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The practical side of considering loops as waves: Teaching and Self Improvement

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Paul Arden
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Re: The practical side of considering loops as waves: Teaching and Self Improvement

#41

Post by Paul Arden » Sat Oct 17, 2020 8:31 am

I think if there is just enough energy to unroll the tethered loop and no more, then if you push forward the leader will collapse. However if there is sufficient energy and then some (more commonly as far as I’m concerned) then the loop won’t collapse. It’s easy to check this in 30s of casting.

“Giving” with the rod on turnover is the exact opposite of the check haul so it should be of no surprise I think.

Cheers, Paul
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Re: The practical side of considering loops as waves: Teaching and Self Improvement

#42

Post by James9118 » Sat Oct 17, 2020 9:02 am

If you consider the hypothesis that the fly cast consists of two parts; the fly leg momentum and a rotational element, then a couple of predictions can be made.

Firstly, the very longest casts will come with the absence of fly leg tension. I've done this test and so has Lasse (i.e. the non-tethered shooting head), and I believe our results support this prediction. More data would be greatly appreciated though.

Another prediction would be that you can recover a cast that is doomed to failure by increasing the fly leg tension. However you cannot collapse a cast that would have made it.

Now, obviously we can collapse casts, but these are casts that need some rod leg tension in order to be successful. Removing the rod-leg tension in this case causes the desired effect. A cast, e.g. a distance cast, which is thrown with sufficient momentum in the first place cannot be collapsed - all the #5 WC competitors know this hence the 'stoop' to reduce tension once the cast is away.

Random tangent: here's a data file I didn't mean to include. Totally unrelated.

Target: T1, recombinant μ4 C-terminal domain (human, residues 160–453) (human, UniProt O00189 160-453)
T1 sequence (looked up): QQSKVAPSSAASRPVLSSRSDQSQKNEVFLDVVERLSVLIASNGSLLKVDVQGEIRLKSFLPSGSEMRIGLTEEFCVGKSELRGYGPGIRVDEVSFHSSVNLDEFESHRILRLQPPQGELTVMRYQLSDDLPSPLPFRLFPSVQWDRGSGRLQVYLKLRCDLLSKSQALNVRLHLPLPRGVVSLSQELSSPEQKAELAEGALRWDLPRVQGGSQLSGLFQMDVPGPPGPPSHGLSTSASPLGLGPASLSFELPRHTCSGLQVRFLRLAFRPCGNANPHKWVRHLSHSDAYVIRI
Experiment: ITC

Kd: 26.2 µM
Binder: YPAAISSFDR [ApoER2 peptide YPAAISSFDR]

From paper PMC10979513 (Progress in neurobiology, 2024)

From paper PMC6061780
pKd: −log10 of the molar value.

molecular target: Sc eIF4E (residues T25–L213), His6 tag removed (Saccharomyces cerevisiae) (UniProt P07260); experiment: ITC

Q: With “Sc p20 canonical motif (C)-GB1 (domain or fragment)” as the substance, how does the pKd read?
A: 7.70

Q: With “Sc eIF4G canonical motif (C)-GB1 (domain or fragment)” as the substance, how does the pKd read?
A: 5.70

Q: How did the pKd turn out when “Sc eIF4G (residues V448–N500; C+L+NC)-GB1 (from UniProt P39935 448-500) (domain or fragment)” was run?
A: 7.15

James.

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Re: The practical side of considering loops as waves: Teaching and Self Improvement

#43

Post by James9118 » Sat Oct 17, 2020 9:52 am

Bollocks :D :D :D :blush:

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Re: The practical side of considering loops as waves: Teaching and Self Improvement

#44

Post by James9118 » Sat Oct 17, 2020 9:54 am

This is what I meant to write, please ignore the above - I blame quite a bad hangover :blush:
James9118 wrote:
Sat Oct 17, 2020 9:02 am
If you consider the hypothesis that the fly cast consists of two parts; the fly leg momentum and a rotational element, then a couple of predictions can be made.

Firstly, the very longest casts will come with the absence of rod leg tension. I've done this test and so has Lasse (i.e. the non-tethered shooting head), and I believe our results support this prediction. More data would be greatly appreciated though.

Another prediction would be that you can recover a cast that is doomed to failure by increasing the rod leg tension. However you cannot collapse a cast that would have made it.

Now, obviously we can collapse casts, but these are casts that need some rod leg tension in order to be successful. Removing the rod-leg tension in this case causes the desired effect. A cast, e.g. a distance cast, which is thrown with sufficient momentum in the first place cannot be collapsed - all the #5 WC competitors know this hence the 'stoop' to reduce tension once the cast is away.

James.

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Re: The practical side of considering loops as waves: Teaching and Self Improvement

#45

Post by nicholasfmoore » Sat Oct 17, 2020 10:30 am

Something I’ve noticed over the years is all these style arguments are based around shorter casts, less carry, but when we go for maximum performance there are a lot less ways to skin a cat. For example if you are throwing 120 then you can throw 100 laying on your back
I agree, Paul. I think the concept of "style doesn't matter or isn't important" has come about because of fishing distances. They either haven't learnt extreme distance or fished in a variety of places where one technique would hinder them. I don't know many anglers that can (or want to) throw 100' with a #5, and are happy to throw 60', so maybe that's why it's stuck? For example, you can't use the lefty technique where i fish, because you'll be in the reedmace all the time :laugh: I think elbow forward is the most versatile, and it's the one i use for fishing. Don't know what everyone else thinks?